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as in the case of authenticity, we are ready to produce a variety and an abundance of evidence far exceeding what the best established and the most unquestionable books of ancient profane history can pretend to, still, the nature of the evidence is the same in one case as in the other. The fact that one history is called sacred, and another profane; that in one book the actions of a holy and extraordinary philanthropist named Jesus are related, and in another the actions of a wicked and extraordinary man-slayer named Cæsar, occasions not the least difference in the nature of the evidence by which the credibility of both must be ascertained.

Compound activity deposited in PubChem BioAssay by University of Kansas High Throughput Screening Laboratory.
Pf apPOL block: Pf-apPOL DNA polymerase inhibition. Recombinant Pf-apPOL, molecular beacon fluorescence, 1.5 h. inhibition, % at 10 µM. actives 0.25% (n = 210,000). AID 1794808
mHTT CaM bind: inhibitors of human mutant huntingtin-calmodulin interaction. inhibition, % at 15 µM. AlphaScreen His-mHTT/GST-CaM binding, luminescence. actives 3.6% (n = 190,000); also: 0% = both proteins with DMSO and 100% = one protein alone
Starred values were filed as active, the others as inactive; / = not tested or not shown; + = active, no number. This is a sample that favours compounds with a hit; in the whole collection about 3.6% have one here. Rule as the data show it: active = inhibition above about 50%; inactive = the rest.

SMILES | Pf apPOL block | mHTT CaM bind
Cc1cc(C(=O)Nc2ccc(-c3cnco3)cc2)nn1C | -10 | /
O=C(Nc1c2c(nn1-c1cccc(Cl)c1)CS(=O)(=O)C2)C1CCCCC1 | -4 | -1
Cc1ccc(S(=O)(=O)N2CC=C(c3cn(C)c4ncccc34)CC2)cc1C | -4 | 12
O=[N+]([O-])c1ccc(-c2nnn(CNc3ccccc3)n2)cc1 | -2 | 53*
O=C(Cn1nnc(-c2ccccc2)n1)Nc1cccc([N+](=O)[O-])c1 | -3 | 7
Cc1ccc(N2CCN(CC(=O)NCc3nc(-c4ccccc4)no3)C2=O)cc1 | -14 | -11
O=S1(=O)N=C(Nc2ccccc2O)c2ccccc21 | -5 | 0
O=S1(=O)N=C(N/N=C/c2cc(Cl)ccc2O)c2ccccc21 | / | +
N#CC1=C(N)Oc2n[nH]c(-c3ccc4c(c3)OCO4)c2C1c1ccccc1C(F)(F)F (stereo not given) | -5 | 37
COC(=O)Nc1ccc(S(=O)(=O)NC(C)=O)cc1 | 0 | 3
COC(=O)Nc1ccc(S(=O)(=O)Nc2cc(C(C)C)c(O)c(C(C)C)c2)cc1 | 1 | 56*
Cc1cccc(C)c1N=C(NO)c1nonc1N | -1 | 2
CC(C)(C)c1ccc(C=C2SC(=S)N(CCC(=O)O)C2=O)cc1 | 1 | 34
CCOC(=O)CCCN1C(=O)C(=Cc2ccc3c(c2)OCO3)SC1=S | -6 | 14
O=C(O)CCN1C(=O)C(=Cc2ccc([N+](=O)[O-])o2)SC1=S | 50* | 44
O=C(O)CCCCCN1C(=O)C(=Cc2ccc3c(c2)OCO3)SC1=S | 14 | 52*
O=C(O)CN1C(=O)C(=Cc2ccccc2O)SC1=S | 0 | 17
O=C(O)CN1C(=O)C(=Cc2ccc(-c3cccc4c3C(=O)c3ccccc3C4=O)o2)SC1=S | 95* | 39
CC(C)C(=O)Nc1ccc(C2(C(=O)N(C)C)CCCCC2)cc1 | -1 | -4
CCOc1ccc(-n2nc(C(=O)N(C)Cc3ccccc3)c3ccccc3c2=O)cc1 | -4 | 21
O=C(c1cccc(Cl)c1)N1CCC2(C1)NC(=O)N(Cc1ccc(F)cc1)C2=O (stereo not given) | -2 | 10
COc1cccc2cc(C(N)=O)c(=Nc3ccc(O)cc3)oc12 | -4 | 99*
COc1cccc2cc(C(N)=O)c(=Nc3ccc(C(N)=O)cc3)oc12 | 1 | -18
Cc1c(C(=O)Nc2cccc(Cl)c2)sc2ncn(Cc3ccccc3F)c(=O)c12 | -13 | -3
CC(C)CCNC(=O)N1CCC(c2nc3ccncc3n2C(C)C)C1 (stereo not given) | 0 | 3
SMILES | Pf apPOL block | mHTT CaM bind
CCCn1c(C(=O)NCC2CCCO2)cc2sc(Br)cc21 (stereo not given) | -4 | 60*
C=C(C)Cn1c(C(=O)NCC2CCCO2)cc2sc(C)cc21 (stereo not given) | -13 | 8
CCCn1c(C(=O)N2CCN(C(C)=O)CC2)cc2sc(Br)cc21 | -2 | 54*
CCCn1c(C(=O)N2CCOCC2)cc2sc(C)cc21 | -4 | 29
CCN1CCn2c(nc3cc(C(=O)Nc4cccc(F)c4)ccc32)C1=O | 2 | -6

Here it would be perfectly safe and reasonable to rest the question of credibility upon the proof arrived at in the last lecture. Although it does not follow, in all cases, that to prove a book authentic, is to prove it credible also with regard to its principal events; yet, in the case before us, the fact that the books of the New Testament were written in the first century of Christianity, and by the apostles and original disciples of Christ, is complete evidence that in respect to the main events of the gospel history they are true. If one should write a romance, calling it the memoir of some well-known and distinguished personage, and publish it, not as grave, credible biography, but under the character of a novel, the authenticity of the work would have no connection with its truth. But should he issue a book professing to be the true biography of Washington; should he vouch in every way for its truth, and stake